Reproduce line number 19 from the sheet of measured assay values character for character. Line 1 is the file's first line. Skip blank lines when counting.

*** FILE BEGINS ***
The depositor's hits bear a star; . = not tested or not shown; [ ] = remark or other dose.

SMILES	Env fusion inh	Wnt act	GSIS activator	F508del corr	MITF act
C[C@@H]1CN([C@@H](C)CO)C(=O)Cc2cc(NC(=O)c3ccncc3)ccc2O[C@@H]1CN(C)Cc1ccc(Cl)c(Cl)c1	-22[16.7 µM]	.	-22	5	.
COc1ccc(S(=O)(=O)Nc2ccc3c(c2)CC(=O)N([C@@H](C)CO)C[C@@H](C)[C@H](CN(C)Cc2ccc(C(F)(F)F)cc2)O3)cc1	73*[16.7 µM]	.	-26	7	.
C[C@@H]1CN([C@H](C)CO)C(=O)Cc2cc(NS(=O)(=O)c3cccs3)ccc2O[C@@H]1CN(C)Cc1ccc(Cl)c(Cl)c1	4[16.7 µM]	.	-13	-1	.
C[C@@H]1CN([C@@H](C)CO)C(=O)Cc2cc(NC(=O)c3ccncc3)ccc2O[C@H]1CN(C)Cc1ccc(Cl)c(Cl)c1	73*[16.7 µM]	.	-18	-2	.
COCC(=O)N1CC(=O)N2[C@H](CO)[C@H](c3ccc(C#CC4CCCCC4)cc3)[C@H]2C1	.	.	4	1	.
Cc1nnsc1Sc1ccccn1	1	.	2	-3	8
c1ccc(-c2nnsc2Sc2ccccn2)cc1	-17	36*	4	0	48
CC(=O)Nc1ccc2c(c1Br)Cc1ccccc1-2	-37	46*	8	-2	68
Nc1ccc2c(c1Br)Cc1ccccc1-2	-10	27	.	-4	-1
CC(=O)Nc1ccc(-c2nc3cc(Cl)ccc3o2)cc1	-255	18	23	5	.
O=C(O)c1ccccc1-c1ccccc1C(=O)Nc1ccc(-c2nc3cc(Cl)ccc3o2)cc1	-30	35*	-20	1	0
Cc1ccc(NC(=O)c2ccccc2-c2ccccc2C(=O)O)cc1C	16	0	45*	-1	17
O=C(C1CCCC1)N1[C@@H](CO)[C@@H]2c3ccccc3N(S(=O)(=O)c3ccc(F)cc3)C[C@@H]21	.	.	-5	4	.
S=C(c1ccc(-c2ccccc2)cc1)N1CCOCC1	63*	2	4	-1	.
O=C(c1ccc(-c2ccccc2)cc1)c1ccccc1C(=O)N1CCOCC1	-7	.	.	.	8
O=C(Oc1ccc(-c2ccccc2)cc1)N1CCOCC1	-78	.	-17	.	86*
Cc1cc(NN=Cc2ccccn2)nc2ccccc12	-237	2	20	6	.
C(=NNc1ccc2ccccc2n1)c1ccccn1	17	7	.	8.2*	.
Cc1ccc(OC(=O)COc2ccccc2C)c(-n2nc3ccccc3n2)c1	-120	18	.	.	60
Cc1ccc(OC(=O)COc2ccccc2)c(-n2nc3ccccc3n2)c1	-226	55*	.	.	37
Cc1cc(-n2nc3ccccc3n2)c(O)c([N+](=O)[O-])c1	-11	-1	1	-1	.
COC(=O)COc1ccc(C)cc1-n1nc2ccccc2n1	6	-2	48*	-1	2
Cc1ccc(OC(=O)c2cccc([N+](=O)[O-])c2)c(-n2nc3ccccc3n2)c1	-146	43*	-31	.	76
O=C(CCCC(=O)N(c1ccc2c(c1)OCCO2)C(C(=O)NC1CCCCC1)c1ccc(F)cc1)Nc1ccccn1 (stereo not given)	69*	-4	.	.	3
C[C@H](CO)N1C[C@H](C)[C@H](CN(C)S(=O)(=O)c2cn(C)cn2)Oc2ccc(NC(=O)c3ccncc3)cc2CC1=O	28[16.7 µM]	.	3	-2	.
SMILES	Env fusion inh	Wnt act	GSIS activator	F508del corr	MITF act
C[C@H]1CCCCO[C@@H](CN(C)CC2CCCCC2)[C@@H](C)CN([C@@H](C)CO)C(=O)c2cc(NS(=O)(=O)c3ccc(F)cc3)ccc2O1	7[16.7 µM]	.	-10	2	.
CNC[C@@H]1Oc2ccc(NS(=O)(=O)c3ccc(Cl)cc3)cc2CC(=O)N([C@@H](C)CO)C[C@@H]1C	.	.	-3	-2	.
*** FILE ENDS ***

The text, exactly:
Cc1cc(NN=Cc2ccccn2)nc2ccccc12	-237	2	20	6	.